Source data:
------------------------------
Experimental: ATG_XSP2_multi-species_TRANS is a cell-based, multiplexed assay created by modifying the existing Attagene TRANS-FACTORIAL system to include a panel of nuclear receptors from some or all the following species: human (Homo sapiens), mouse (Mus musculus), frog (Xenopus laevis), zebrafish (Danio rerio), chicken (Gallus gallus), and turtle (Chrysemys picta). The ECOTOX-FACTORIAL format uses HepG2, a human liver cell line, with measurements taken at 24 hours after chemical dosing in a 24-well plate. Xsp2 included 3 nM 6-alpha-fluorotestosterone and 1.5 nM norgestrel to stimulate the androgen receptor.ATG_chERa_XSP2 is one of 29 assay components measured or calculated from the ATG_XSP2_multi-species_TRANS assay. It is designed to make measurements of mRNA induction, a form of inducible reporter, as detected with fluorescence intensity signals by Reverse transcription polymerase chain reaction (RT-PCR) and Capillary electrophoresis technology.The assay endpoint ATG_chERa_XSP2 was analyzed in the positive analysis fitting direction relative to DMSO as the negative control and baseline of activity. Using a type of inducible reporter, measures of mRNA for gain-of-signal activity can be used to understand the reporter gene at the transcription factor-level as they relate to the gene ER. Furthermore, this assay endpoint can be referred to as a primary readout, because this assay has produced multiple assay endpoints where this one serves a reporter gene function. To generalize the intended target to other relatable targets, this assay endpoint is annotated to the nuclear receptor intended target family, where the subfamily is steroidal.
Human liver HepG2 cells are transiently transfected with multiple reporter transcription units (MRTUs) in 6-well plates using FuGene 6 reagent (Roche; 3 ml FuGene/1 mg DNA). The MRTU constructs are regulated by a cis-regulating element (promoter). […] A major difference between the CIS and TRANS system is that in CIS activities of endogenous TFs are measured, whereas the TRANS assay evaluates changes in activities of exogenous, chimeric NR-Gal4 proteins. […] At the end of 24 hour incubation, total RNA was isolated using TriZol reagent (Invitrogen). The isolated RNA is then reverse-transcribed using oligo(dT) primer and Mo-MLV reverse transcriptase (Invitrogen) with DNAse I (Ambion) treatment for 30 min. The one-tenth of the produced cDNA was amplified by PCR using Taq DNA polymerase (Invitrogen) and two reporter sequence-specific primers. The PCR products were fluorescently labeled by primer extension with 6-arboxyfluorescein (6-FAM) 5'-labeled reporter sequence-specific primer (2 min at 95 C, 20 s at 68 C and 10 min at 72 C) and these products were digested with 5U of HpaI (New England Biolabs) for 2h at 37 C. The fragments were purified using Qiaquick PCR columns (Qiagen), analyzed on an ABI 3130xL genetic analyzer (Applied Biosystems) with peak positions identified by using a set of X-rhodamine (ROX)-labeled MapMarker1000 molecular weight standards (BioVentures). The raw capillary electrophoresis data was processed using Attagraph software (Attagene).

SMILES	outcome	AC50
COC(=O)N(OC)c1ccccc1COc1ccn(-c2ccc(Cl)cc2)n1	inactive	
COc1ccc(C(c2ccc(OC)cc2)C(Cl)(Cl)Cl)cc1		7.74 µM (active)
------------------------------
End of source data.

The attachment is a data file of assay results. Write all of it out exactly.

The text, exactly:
Experimental: ATG_XSP2_multi-species_TRANS is a cell-based, multiplexed assay created by modifying the existing Attagene TRANS-FACTORIAL system to include a panel of nuclear receptors from some or all the following species: human (Homo sapiens), mouse (Mus musculus), frog (Xenopus laevis), zebrafish (Danio rerio), chicken (Gallus gallus), and turtle (Chrysemys picta). The ECOTOX-FACTORIAL format uses HepG2, a human liver cell line, with measurements taken at 24 hours after chemical dosing in a 24-well plate. Xsp2 included 3 nM 6-alpha-fluorotestosterone and 1.5 nM norgestrel to stimulate the androgen receptor.ATG_chERa_XSP2 is one of 29 assay components measured or calculated from the ATG_XSP2_multi-species_TRANS assay. It is designed to make measurements of mRNA induction, a form of inducible reporter, as detected with fluorescence intensity signals by Reverse transcription polymerase chain reaction (RT-PCR) and Capillary electrophoresis technology.The assay endpoint ATG_chERa_XSP2 was analyzed in the positive analysis fitting direction relative to DMSO as the negative control and baseline of activity. Using a type of inducible reporter, measures of mRNA for gain-of-signal activity can be used to understand the reporter gene at the transcription factor-level as they relate to the gene ER. Furthermore, this assay endpoint can be referred to as a primary readout, because this assay has produced multiple assay endpoints where this one serves a reporter gene function. To generalize the intended target to other relatable targets, this assay endpoint is annotated to the nuclear receptor intended target family, where the subfamily is steroidal.
Human liver HepG2 cells are transiently transfected with multiple reporter transcription units (MRTUs) in 6-well plates using FuGene 6 reagent (Roche; 3 ml FuGene/1 mg DNA). The MRTU constructs are regulated by a cis-regulating element (promoter). […] A major difference between the CIS and TRANS system is that in CIS activities of endogenous TFs are measured, whereas the TRANS assay evaluates changes in activities of exogenous, chimeric NR-Gal4 proteins. […] At the end of 24 hour incubation, total RNA was isolated using TriZol reagent (Invitrogen). The isolated RNA is then reverse-transcribed using oligo(dT) primer and Mo-MLV reverse transcriptase (Invitrogen) with DNAse I (Ambion) treatment for 30 min. The one-tenth of the produced cDNA was amplified by PCR using Taq DNA polymerase (Invitrogen) and two reporter sequence-specific primers. The PCR products were fluorescently labeled by primer extension with 6-arboxyfluorescein (6-FAM) 5'-labeled reporter sequence-specific primer (2 min at 95 C, 20 s at 68 C and 10 min at 72 C) and these products were digested with 5U of HpaI (New England Biolabs) for 2h at 37 C. The fragments were purified using Qiaquick PCR columns (Qiagen), analyzed on an ABI 3130xL genetic analyzer (Applied Biosystems) with peak positions identified by using a set of X-rhodamine (ROX)-labeled MapMarker1000 molecular weight standards (BioVentures). The raw capillary electrophoresis data was processed using Attagraph software (Attagene).

SMILES	outcome	AC50
COC(=O)N(OC)c1ccccc1COc1ccn(-c2ccc(Cl)cc2)n1	inactive	
COc1ccc(C(c2ccc(OC)cc2)C(Cl)(Cl)Cl)cc1		7.74 µM (active)